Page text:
Until about 10 years ago, when Search Engine Marketing (SEM) emerged, marketing was considered more art than science, with little to measure in terms of results aside from things like Nielsen reports and POS data. Only the best-funded marketing organizations had the luxury of measurement, and the data they obtained wasn’t ideal.
By contrast, SEM’s impact was easily measured. Suddenly, marketers at all organizations, regardless of resources, were held to new standards.
While the art of marketing still exists, science now prevails within many organizations. Today, it’s expected that every marketing initiative bring measurable impact. Terms such as cost-per-lead are common and marketers can accurately calculate that cost using ubiquitous, off-the-shelf marketing analytics tools.
The last remaining bastion of unmeasurable marketing has been Product Sampling. Brand managers know they lose money on sampling. They just don’t know how much.
But this last frontier is being transformed by an approach called “smart sampling”that helps change sampling from a money loser into a positive ROI exercise.
Dissecting traditional sampling
You’ve probably received a CPG product sample inside a store or on the street. Chances are the vendor passed out samples to any willing recipient. On my way to the office this morning, I passed a marketing rep handing out instant rice samples to subway commuters. Relevancy and context were completely missing. But the rep didn’t care, because he was compensated based on how many samples he gave out. His goal was to get rid of all the samples.
It’s inefficient, yet CPG companies continue to do it. I know because I was a marketing leader at a CPG company for years. We knew we lost money on sampling, but samples could help induce trial, so we kept at it. If we included a coupon we could track redemption – that was how we measured. And this was a very sophisticated marketing organization that had set the bar in other areas of marketing ROI measurement.
Smart sampling changes the game
Smart sampling, by contrast, allows companies to target customers using multiple filters like gender, income and products purchased. It’s done with the cooperation of e-commerce partners, who leverage their data to help companies get samples into the right shipments and the right hands.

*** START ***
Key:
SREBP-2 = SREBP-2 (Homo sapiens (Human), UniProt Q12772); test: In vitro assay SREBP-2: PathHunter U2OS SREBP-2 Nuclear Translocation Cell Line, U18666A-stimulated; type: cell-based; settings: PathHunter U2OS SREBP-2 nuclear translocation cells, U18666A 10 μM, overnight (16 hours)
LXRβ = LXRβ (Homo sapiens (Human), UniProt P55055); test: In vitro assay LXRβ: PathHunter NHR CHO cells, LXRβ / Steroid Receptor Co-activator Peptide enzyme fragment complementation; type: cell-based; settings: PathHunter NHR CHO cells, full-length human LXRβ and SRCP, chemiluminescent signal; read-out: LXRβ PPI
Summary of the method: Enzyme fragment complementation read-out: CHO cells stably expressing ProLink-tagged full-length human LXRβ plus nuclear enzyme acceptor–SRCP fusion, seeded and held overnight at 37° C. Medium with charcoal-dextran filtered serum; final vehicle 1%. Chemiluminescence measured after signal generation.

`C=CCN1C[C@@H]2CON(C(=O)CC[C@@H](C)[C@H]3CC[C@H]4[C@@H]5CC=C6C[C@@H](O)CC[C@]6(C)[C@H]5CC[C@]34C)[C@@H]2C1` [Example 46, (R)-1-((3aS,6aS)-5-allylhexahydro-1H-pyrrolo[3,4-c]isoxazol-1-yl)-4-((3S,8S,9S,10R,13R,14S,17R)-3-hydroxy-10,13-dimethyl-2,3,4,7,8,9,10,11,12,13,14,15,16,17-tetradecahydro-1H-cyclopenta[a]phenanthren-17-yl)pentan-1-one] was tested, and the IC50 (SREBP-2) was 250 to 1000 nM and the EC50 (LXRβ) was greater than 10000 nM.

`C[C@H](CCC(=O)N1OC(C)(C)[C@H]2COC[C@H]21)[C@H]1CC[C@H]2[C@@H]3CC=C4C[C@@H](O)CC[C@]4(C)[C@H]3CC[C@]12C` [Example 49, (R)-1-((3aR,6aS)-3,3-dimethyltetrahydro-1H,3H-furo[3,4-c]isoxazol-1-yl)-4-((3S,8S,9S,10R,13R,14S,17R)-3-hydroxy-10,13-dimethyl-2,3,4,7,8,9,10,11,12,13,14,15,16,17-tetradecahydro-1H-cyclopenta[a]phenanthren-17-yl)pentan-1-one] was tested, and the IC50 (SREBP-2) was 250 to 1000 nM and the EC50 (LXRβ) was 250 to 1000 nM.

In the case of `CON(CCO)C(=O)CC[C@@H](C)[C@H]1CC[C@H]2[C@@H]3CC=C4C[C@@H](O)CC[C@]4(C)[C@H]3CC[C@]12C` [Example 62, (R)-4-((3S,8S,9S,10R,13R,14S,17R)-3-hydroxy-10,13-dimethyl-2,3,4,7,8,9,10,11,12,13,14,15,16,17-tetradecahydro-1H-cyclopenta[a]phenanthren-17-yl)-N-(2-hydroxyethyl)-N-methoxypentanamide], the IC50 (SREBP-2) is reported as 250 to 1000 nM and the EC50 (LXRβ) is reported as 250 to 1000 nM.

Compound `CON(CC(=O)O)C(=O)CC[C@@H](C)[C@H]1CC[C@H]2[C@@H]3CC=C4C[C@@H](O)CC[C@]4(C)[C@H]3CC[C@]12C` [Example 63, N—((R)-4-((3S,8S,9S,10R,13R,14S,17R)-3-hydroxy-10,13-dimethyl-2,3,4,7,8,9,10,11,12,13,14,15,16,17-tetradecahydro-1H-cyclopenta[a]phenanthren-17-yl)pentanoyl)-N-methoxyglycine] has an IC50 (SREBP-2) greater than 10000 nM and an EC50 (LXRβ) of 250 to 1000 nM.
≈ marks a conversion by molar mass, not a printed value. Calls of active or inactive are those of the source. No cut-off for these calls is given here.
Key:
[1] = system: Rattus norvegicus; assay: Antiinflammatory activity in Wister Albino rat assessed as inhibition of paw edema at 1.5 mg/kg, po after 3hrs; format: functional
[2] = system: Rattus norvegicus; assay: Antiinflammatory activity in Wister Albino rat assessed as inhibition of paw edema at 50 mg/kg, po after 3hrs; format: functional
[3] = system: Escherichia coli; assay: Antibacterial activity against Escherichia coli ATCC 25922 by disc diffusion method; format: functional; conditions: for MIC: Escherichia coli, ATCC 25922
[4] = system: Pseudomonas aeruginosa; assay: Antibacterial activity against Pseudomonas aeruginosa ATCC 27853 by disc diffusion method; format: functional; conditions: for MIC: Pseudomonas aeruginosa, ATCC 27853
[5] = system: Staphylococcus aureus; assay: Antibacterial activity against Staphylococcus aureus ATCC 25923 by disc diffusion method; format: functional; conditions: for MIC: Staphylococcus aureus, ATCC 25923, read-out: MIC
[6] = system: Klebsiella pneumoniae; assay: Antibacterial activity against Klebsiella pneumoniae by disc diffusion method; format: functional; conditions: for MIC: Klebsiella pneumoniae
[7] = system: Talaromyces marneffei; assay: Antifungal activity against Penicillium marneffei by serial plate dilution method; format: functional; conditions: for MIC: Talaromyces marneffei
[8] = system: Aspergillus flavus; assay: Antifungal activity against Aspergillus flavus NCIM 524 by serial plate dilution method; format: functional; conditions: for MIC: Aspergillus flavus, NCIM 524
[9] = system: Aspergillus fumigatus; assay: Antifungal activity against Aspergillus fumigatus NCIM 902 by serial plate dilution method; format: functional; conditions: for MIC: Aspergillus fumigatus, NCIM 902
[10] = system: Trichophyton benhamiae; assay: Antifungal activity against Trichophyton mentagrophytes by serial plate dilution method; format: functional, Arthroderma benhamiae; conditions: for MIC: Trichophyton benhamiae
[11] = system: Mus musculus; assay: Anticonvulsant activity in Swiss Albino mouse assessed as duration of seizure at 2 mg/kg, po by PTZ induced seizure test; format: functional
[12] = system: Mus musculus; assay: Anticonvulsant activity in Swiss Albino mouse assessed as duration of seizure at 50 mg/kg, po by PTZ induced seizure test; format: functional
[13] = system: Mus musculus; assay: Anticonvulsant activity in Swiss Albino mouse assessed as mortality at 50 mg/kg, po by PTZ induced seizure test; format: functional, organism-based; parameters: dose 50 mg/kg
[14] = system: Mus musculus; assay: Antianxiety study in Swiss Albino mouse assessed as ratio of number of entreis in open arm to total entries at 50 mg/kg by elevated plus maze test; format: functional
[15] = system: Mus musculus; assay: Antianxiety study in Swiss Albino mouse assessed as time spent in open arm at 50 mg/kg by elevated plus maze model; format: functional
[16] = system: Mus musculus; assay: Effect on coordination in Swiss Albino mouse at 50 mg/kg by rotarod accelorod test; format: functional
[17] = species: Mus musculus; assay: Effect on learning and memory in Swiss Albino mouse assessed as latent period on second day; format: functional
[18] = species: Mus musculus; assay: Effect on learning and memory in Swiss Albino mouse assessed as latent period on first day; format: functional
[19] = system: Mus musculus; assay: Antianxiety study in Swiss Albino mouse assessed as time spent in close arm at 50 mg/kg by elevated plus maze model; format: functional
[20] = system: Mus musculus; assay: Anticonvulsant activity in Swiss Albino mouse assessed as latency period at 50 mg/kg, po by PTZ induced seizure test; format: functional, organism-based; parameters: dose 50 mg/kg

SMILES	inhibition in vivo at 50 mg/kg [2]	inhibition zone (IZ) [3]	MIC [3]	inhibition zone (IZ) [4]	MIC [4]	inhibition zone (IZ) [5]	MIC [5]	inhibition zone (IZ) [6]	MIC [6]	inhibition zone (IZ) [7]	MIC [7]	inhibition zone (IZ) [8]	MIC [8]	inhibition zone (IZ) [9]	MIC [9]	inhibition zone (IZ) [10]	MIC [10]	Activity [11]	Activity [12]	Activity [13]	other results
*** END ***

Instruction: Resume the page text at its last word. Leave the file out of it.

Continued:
For instance, a customer who buys a shirt might receive a laundry detergent sample in their package. One who purchases a bathing suit might receive a sunscreen sample.
Companies benefit from a virtual 100% open rate, since samples are in an anticipated parcel delivered to a customer’s home. This leads to higher trial and conversion, and dramatically reduces wastage. E-commerce companies benefit from fulfillment process monetization, and the opportunity to reward customers with gifts. Customers benefit from the samples themselves.
After receiving the sample, customers receive an email survey asking questions such as, “Did you use it?” and “Do you plan to purchase this product?” The anonymous data is fed back to the CPG company, which can then track how many samples converted to trials and purchases, and assign a real ROI to campaigns. They can also quickly see if something isn’t working and tailor the campaign by experimenting with filters. They can even test before rolling out a larger campaign.
Agencies can sell smart sampling services via rate-card model, just as they sell other media forms. They advise clients on channels, help select filters, and design sample packaging and promotional material. Intermediaries recruit e-commerce partners and handle logistics.
This model is gaining traction in the U.S. and Canada, with companies such as Unilever and Procter & Gamble already on board. ShoeDazzle and Coastal.com are among the e-commerce companies currently offering this model through intermediaries.
In one recent campaign, a CPG company achieved an 81% sample trial rate, and 39% of recipients said they planned to buy the product. Smart sampling can deliver 3:1 payouts or better by significantly driving up conversion to purchase. As a result, companies are moving more of their budgets into smart sampling.
This sampling evolution is good for all market participants – the CPG companies, e-commerce companies and end customers. The only ones who suffer might be the ones standing at street corners handing out rice.